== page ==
Senior Sympathy: a brief glimpse of the Class of 2021’s feelings toward this school year

In March 2020, the class of 2021’s junior year, we expected life to return to normal after two weeks of lockdown, yet, almost one year later, we are completing our senior year online isolated from our friends, classmates and teachers. Senior year traditions lauded by media and entertainment to be milestones in our lives are in flux and in danger of not happening at all: prom, grad night, the first-last football game, et cetera, et cetera. Here in the journalism program, we developed an idea to let Hart seniors communicate their thoughts about this school year; we called it “Senior Sympathy.” I asked Hart seniors about how they felt about this school year and what the Hart administration can do to make it better. 

Question one: “How has the online format affected your senior year overall?” While each respondent had different opinions, most agreed that they miss the social aspect of school and feel the mental effects of being online. 

“[The online format] made [school] boring and easy. I had quite a depressing year. It’s hard not going out and having fun and socializing with classmates. I mean it was nice not having to get up as early every day but still. I miss going out during lunch with my friends and being around people. I’m honestly a lot less motivated to do anything anymore and feel like I have nothing to look forward to. This year really affected me in so many ways,” said Raegan Honey. 

Moreover, some also disliked the lack of separation between schoolwork and homework despite the later start times and easier work load. The online format has also taken a toll on mental health and student motivation.  

“It affected my year greatly, I feel like learning was very difficult and almost like I’ve missed out on a whole year of learning. Like most of us, I’ve struggled with depression because of life this past year and have experienced the opposite of what I’ve always dreamed of for my senior year,” said an anonymous respondent. 

Question two: “Do you think that our class, the class of 2021, is getting just as much support and praise as the class of 2020?” As the first class to experience a COVID senior year, the class of 2020 received lots of local, national and international support. As online school became the new normal, the unwavering support displayed for our now-graduated classmates has wavered as the class of 2021 entered their final stages of high school. Those who responded to this question all agree that our class has received less support but don’t blame any particular person. 

“I think that has to do more with the media than the school, however. Last year, the seniors got a lot of attention and special messages through different media channels like a congratulations from Timothée Chalamet or advice from John Mulaney, and our class hasn’t received that. That is obviously not the school though,” said Jessica Siegel. 

“I feel like we’ve been told and expected to just ‘suck it up’ while class of 2020 was very admired and babied and given lots of recognition. While we haven’t had our entire year and we’ve experienced no kind of special attention or opportunities or even a break/easing up on schoolwork/homework,” said another anonymous responder.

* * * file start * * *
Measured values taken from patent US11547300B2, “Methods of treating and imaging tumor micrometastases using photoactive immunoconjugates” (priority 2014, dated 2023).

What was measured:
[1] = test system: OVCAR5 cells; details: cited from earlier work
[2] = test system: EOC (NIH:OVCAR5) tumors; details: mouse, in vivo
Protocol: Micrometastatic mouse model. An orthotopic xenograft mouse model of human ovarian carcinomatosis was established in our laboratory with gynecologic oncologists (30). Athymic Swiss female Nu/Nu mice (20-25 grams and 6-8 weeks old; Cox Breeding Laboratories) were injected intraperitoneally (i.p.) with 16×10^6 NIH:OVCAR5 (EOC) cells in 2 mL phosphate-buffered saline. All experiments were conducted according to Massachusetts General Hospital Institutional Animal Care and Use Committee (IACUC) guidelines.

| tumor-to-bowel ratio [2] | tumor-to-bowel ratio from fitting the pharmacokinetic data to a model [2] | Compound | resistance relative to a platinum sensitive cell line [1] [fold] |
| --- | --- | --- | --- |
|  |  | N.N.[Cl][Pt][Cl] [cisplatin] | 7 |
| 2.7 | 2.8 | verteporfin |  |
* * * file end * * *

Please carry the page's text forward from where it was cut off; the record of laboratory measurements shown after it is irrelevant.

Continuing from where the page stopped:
Question three: “What is something the Hart administration can do for you to help make senior year better?” Each respondent said something different for this question. Anonymous proposed Hart TV celebrate a senior every day, and Ari Tilles suggested the school set up a big Zoom meeting where friends can meet in breakout rooms, much like ASB’s Club Rush. Honey expressed interest in an outdoor prom, and Amy Lucas also suggested a socially distant graduation by limiting tickets and having it streamed.

“I think brainstorming and creating COVID safe get togethers or opportunities would be great. Just seeing and knowing that my school cares about us and wants us to have a happy memorable senior year of any sort would be nice. I feel like a lot of us feel like the school doesn’t care about the seniors and haven’t shown enough empathy for us during a year we’ve all dreamed of and waited for,” said one anonymous response.

Lucas also proposed separating cohorts by grade-level for hybrid learning in order for the senior class and senior friend groups to stick together for the rest of the year instead of being split in half.  

“I have told many of my friends about this idea and they all expressed how much they loved this idea more than the original cohort idea based on last name. I believe it would be much more enjoyable for the seniors to be able to spend the time we have left together as the Class of 2021, instead of half of the Class of 2021,” said Lucas.  

However, some did think that forcing seniors to participate in online activities would be worse because students already spend hours of our day looking at screens.  

Question four: “Any other thoughts about this school year?” While our senior year was certainly unexpected and unprecedented, our respondents agree that the school and faculty are doing the best they can in these circumstances. 

“I appreciate everyone doing what they can to make this year enjoyable, and I think everyone will remember this year, even if it isn’t for the ways they originally thought. I hope we get some kind of graduation, and that the Class of 2021 can be together one last time,” said Tilles.